China's elderly will overwhelm the nation
The one-child rule imposed 30 years ago has created too few young people to support the quickly expanding aging population.
By David Pierson
July 6, 2009
Reporting from Shanghai -- For three decades China's one-child policy helped power this nation's economic rise. With fewer mouths to feed, families saved. Poverty fell. Living standards improved.
But a social experiment that worked well in some respects is now threatening the country's hard-won gains. China's working-age population -- the engine behind its prolific growth -- will start shrinking within a few years.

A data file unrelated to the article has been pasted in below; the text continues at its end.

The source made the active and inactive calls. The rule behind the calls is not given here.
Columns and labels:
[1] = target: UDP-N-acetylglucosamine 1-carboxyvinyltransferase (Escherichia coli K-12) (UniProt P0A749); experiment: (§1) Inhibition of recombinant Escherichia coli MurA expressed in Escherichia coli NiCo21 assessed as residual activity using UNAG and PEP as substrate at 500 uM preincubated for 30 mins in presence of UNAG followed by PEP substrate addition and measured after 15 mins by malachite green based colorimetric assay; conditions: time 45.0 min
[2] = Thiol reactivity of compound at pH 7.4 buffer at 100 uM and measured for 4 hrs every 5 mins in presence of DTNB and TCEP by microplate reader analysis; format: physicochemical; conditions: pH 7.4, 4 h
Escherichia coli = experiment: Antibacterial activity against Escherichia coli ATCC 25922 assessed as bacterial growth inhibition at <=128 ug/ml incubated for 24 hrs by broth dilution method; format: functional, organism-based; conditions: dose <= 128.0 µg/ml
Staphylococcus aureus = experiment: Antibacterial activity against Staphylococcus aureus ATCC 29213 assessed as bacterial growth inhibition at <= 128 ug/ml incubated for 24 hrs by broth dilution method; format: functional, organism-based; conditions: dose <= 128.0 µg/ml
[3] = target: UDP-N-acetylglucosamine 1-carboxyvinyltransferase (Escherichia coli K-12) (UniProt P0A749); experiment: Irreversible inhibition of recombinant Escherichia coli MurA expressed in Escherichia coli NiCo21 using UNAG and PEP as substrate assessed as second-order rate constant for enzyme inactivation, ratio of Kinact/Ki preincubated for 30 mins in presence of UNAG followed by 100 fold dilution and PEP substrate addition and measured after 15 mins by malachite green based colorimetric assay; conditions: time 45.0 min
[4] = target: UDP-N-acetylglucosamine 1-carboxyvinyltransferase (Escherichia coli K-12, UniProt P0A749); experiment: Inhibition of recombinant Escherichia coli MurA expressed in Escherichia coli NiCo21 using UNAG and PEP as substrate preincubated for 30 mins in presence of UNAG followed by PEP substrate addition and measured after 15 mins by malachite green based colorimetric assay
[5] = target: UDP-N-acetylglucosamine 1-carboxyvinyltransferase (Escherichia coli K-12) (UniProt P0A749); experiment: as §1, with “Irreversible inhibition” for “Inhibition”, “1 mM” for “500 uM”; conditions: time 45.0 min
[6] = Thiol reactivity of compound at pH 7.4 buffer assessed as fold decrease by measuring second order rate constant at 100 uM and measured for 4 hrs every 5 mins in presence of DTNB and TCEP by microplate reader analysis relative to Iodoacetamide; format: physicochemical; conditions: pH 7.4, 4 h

Meanwhile, the ranks of elderly are projected to soar. By the middle of this century, fully a third of China's population will be age 60 or older, compared with 26% in the United States. China's projected 438 million senior citizens will outnumber the entire U.S. population. the rest